International students organize Crafts Evening

The Office of Global Education presented International Education Week from Nov. 16 to Nov. 21.  Out of the numerous events celebrating Midwestern’s international students, the African Student Organization (ASO) took the initiative in hosting Crafts Evening, where all students could participate in making bracelets.  On Nov. 18 and 19, music resonated through Wichita I & II to welcome participating students with the same happening in Comanche on the 16.  Once their temperatures were checked and their crafting materials in hand, students sat at tables to enjoy the relaxing environment and organize their wooden beads on foot long strings.

“Here, we’re making African bracelets, from various African countries, and we’re trying to show and tell people what kind of jewelry is made in Africa” Tobi Oladipo, the president of ASO, said.

The wooden beads given to the participants have various designs and sizes, signifying the diverse cultural backgrounds of African countries.

“We just put different types of beads together, and we have designs on them,” Oladipo said.  “So, put together in the end, it becomes a nice bracelet, or necklace, or anklet.”

Students participating in the crafts evening embraced the freedom to create their own bracelet.  According to Iana Bullard, a social work major, the event was a good location to relieve some stress for end of semester projects.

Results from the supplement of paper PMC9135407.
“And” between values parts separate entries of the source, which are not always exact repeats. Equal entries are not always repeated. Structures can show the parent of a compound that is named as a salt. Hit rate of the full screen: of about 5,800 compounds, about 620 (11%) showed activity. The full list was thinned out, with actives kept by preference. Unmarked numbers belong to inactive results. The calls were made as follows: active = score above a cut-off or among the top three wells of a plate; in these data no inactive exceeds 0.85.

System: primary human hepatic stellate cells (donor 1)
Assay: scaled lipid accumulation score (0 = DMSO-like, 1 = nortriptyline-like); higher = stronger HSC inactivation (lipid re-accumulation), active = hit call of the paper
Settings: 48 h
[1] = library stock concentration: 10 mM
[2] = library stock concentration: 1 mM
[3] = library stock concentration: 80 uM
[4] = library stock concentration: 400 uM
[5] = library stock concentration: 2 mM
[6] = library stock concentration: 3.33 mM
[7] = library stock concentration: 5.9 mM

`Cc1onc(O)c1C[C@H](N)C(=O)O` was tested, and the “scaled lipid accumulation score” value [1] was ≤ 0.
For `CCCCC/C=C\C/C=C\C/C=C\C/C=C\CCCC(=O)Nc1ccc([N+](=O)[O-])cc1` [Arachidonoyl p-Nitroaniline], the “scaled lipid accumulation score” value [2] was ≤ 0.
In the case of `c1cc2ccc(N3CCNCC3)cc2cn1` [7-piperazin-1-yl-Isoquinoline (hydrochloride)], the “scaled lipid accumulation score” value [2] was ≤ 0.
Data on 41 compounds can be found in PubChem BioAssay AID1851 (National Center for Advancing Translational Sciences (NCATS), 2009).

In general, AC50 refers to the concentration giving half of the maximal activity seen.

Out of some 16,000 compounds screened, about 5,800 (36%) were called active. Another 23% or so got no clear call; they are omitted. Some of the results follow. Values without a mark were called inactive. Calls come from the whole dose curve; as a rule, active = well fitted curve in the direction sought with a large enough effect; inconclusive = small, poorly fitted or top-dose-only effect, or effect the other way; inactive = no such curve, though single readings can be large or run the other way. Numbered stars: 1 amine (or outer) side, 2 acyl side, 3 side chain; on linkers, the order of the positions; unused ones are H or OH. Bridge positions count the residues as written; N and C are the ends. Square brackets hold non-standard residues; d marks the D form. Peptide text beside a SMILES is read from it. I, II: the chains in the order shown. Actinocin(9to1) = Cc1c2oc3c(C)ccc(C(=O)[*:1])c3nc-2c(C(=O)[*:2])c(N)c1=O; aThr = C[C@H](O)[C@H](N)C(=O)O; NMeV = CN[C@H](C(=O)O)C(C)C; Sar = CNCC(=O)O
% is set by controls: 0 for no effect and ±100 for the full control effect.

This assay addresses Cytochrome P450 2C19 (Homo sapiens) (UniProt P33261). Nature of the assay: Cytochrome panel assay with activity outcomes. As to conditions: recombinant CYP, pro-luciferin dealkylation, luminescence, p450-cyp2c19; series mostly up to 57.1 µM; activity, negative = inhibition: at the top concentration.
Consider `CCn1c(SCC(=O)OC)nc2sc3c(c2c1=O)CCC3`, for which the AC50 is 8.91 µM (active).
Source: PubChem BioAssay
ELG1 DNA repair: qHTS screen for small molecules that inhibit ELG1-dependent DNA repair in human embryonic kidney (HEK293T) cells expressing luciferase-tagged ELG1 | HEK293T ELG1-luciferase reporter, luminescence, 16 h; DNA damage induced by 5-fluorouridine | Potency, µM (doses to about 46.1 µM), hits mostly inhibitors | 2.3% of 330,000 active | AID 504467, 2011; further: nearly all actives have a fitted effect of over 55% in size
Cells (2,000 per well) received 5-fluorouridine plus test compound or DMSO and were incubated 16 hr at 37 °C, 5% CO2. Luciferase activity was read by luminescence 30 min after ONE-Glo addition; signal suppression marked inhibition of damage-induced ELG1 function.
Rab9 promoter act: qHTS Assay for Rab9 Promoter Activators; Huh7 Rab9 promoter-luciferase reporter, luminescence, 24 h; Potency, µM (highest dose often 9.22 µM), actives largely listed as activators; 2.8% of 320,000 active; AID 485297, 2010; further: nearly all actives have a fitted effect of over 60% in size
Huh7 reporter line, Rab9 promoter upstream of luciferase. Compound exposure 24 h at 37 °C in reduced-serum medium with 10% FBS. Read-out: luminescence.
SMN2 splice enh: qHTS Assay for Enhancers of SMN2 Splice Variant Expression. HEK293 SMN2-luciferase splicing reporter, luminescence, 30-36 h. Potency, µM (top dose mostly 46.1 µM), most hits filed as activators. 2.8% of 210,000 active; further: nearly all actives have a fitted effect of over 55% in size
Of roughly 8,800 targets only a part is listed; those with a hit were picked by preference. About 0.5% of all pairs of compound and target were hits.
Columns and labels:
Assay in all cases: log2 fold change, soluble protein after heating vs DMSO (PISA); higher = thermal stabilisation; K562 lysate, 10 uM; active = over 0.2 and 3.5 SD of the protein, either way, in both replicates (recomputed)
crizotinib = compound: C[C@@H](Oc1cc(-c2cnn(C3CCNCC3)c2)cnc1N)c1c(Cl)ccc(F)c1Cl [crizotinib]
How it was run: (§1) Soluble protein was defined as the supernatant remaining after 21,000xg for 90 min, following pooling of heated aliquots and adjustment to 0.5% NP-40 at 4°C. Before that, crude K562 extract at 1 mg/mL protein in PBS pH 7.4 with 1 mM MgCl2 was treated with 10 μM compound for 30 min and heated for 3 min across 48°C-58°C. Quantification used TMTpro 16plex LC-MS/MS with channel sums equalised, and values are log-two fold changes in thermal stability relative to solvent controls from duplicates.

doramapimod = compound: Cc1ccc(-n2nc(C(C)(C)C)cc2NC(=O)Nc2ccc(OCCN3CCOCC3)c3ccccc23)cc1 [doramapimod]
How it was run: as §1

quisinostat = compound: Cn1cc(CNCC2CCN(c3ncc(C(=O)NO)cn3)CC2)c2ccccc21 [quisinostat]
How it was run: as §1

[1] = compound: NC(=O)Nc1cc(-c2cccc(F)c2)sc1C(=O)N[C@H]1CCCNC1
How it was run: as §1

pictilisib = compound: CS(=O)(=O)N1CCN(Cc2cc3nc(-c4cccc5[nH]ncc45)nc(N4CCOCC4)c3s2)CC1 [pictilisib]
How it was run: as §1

“[The event] is a nice, calm thing to do,” Bullard said.  “I feel like it’s something else to think about instead of school or work and stuff like that since most of us are piling on work”.

Embracing the spirit of International Education Week, Iana Bullard celebrated the crafts event as a way of appreciating African artistic expression.

“Personally, beading isn’t a part of my culture, but I find it fascinating to know how other people do their own jewelry.”

Students collectively appreciated the culture behind crafts evening, and each student had a different way of organizing their beads.  Some students went where the wind took them, while others had unique strategies to arrive at their creation.

“First I came up with a pattern,” Esther Edwards, a student participating in the event, said. “I set out the big [beads] and then I went around [the necklace] and had this next size to fit between”.

The beads represented both the diverse artistic expression of African culture and the diversity in students’ artistic expression.  Happening in the last week before students return home, Crafts Evening reminded participants of the vibrant environment and activities MSU and International Organizations have to offer to the campus.